Attract Indonesia’s growing middle-class to M’sian shores

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KUALA LUMPUR: Malaysian investors should not get over-excited about investing in Indonesia but attempt to attract middle-income Indonesians to invest here, said KRA Group CEO Karim Raslan.

“First things first, caution. Do not invest. Do go there and spend more time to look at things because frankly it is a much more challenging environment. Don’t get over-excited because it is a very difficult terrain there,” he said at the CIMB Private Banking Investment Conference 2010 here on Wednesday.

Speaking on “how will the rest of the Southeast Asian members benefit from the boom in Indonesia”, Karim said this was not the best time to enter the Indonesian market, as the Indonesian government itself was dampening expectations, coupled with massive challenges in doing business in Indonesia given issues such as the tax system, infrastructure and labour laws.

Instead, he said Malaysians should not see Indonesia as a cheap source of labour — maids and construction workers  — but as a source of buyers for properties in the Klang Valley, healthcare, hospitality and education.

“We should, in essence, be duplicating the type of policy, programmes and promotions that Singapore has been so successful in doing for the past 20 years. Bring onshore into Malaysia Indonesian demands,” he said.

Karim said there was a massive expansion of the middle-class in Indonesia whose psyche was “to bank, buy property, get educated and get healthcare abroad”. According to him, many Indonesians deposit their money in Singapore not seeking returns but as a security measure.

“Can you imagine how much could be banked into the Malaysian banking system? I have not seen any promotion of any Malaysian bank in this regard in Indonesia and this is critical.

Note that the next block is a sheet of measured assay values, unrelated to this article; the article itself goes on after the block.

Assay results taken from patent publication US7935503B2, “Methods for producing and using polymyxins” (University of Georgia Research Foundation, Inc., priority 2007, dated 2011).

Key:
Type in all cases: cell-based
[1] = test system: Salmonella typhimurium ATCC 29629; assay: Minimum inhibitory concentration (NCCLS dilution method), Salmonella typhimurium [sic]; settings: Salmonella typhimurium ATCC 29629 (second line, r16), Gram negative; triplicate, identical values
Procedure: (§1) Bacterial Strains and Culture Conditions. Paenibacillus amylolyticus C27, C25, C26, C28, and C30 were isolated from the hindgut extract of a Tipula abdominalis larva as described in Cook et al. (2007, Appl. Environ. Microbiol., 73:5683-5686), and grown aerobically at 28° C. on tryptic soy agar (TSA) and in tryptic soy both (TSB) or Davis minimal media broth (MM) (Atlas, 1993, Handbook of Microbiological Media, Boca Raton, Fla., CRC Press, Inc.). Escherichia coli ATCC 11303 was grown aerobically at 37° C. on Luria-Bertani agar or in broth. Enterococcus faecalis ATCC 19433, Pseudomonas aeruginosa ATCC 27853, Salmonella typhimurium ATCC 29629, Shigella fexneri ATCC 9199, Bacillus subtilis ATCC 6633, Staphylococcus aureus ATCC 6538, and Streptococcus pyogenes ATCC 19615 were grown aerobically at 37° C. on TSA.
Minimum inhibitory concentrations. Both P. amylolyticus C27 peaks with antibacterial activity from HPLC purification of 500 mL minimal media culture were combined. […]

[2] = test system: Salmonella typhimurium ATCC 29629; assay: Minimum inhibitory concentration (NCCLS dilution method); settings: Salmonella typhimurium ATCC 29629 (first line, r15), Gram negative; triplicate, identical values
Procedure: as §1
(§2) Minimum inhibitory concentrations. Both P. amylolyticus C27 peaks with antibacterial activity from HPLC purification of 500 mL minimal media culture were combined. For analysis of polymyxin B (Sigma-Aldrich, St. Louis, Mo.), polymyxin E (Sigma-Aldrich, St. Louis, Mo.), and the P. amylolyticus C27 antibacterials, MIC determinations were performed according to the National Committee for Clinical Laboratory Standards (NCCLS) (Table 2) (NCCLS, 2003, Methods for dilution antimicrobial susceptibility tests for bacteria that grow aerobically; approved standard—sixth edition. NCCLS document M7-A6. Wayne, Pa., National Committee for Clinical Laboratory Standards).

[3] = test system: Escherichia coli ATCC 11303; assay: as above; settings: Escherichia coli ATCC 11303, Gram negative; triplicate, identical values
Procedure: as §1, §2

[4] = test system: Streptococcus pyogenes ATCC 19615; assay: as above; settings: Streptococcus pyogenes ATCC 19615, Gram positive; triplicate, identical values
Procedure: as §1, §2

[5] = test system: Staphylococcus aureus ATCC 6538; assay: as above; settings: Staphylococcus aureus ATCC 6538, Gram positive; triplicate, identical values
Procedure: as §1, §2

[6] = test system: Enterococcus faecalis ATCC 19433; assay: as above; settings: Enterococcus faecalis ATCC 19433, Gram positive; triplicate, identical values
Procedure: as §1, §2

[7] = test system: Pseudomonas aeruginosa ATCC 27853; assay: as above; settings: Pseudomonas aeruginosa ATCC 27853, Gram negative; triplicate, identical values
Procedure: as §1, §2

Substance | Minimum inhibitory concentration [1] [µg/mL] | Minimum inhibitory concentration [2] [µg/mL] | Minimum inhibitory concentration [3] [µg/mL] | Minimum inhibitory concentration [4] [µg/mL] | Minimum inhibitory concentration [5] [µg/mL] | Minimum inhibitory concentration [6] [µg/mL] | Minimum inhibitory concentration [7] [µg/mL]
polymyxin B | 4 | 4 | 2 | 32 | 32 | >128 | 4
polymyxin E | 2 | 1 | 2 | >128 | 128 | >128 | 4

“Indonesians need to know that they can open bank accounts here. Malaysians also need to realise that Indonesians are not just labourers and maids,” he added.

Karim also said that while Malaysia had the policy platform for foreigners to buy properties and use the banking system, there was no coordination.“There is no systematic approach. We are looking at the opportunity of tapping the Indonesian market by actually promoting and selling the things that we are best at doing, which are hotels, housing and providing healthcare.

“These are proven Malaysian strengths,” he said, adding that Malaysia must look beyond Jakarta as the middle-class were scattered all over Indonesia.

Karim said Melaka and Penang were doing the right thing to tap into the Indonesian middle-class market.

He said Melaka Chief Minister Datuk Seri Mohd Ali Rustam, Sabah Chief Minister Datuk Musa Aman and Penang Chief Minister Lim Guan Eng were beginning to recognise the opportunities for their states and were becoming very aggressive in trying to capture the opportunities even if Kuala Lumpur was fixated with Jakarta.

“Mohd Ali is pushing for more people to come in from Pekan Baru, another oil and gas town with a population of 700,000. If you go to Melaka on a weekend, it is full of Indonesians. If you go to Penang, it is full of Indonesians because the people from Medan find it cheaper to travel to Penang.

“The opportunity is there but I have not seen our policymakers making a concerted effort to tap it, said Karim.

He also said Indonesia was set to lift the exit fee for its citizens next year. Currently, any Indonesian travelling abroad is required to pay 2.5 million rupiah although taxpaying Indonesians are exempted. The policy was put in place in 1998 as a means to increase revenue for the government but it will be scrapped next year.

“Can you imagine the pent-up demand in Indonesia to travel? The numbers are going to be enormous,” said Karim, adding that the impact on Hong Kong was phenomenal when China opened its doors for its citizens to travel.

This article appeared in The Edge Financial Daily, July 9, 2010.